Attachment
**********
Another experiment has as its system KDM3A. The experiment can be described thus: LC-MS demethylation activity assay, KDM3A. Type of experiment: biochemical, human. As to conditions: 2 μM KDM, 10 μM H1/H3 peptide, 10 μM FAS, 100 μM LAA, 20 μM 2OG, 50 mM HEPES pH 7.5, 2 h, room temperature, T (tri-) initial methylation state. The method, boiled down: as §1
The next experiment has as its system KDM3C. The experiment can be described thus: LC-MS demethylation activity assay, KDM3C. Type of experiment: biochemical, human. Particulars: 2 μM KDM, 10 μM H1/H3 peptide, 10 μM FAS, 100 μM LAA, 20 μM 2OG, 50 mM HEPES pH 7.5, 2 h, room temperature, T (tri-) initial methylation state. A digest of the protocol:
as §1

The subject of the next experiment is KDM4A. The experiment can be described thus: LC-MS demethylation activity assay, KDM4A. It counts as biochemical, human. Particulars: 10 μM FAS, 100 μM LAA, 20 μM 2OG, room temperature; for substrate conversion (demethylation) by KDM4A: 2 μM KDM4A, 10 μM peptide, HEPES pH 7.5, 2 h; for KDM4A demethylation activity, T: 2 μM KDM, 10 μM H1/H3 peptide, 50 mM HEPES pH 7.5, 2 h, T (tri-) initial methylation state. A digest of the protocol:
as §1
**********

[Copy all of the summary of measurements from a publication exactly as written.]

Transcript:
Another experiment has as its system KDM3A. The experiment can be described thus: LC-MS demethylation activity assay, KDM3A. Type of experiment: biochemical, human. As to conditions: 2 μM KDM, 10 μM H1/H3 peptide, 10 μM FAS, 100 μM LAA, 20 μM 2OG, 50 mM HEPES pH 7.5, 2 h, room temperature, T (tri-) initial methylation state. The method, boiled down: as §1
The next experiment has as its system KDM3C. The experiment can be described thus: LC-MS demethylation activity assay, KDM3C. Type of experiment: biochemical, human. Particulars: 2 μM KDM, 10 μM H1/H3 peptide, 10 μM FAS, 100 μM LAA, 20 μM 2OG, 50 mM HEPES pH 7.5, 2 h, room temperature, T (tri-) initial methylation state. A digest of the protocol:
as §1

The subject of the next experiment is KDM4A. The experiment can be described thus: LC-MS demethylation activity assay, KDM4A. It counts as biochemical, human. Particulars: 10 μM FAS, 100 μM LAA, 20 μM 2OG, room temperature; for substrate conversion (demethylation) by KDM4A: 2 μM KDM4A, 10 μM peptide, HEPES pH 7.5, 2 h; for KDM4A demethylation activity, T: 2 μM KDM, 10 μM H1/H3 peptide, 50 mM HEPES pH 7.5, 2 h, T (tri-) initial methylation state. A digest of the protocol:
as §1